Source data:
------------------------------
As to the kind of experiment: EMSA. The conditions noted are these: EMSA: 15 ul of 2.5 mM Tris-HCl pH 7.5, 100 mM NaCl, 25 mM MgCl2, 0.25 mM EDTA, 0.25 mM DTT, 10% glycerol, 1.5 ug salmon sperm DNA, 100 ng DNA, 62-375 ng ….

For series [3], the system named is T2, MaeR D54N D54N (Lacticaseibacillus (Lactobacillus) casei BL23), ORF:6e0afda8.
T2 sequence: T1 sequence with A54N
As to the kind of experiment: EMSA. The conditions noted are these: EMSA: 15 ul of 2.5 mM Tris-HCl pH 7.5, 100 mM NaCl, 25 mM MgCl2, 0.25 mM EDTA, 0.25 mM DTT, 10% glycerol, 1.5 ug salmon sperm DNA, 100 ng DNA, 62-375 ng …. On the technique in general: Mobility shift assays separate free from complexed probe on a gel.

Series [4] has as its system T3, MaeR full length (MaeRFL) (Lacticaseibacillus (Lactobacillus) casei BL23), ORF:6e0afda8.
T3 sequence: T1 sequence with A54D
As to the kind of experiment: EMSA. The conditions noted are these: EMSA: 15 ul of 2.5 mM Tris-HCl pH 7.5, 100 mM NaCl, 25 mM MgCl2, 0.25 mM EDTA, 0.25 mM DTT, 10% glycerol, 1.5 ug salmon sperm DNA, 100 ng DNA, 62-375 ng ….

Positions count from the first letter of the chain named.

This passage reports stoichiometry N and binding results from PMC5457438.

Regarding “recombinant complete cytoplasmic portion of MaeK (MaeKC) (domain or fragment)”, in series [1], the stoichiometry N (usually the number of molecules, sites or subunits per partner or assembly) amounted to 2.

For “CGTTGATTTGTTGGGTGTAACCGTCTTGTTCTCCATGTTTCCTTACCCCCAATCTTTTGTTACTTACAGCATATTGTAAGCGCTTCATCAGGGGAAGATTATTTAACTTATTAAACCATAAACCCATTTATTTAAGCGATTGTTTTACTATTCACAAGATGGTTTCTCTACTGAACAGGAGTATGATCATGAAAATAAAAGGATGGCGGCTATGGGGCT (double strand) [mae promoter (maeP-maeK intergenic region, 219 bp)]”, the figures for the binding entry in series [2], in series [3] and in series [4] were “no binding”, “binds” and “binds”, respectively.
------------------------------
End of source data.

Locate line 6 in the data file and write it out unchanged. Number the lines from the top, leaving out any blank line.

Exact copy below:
T3 sequence: T1 sequence with A54D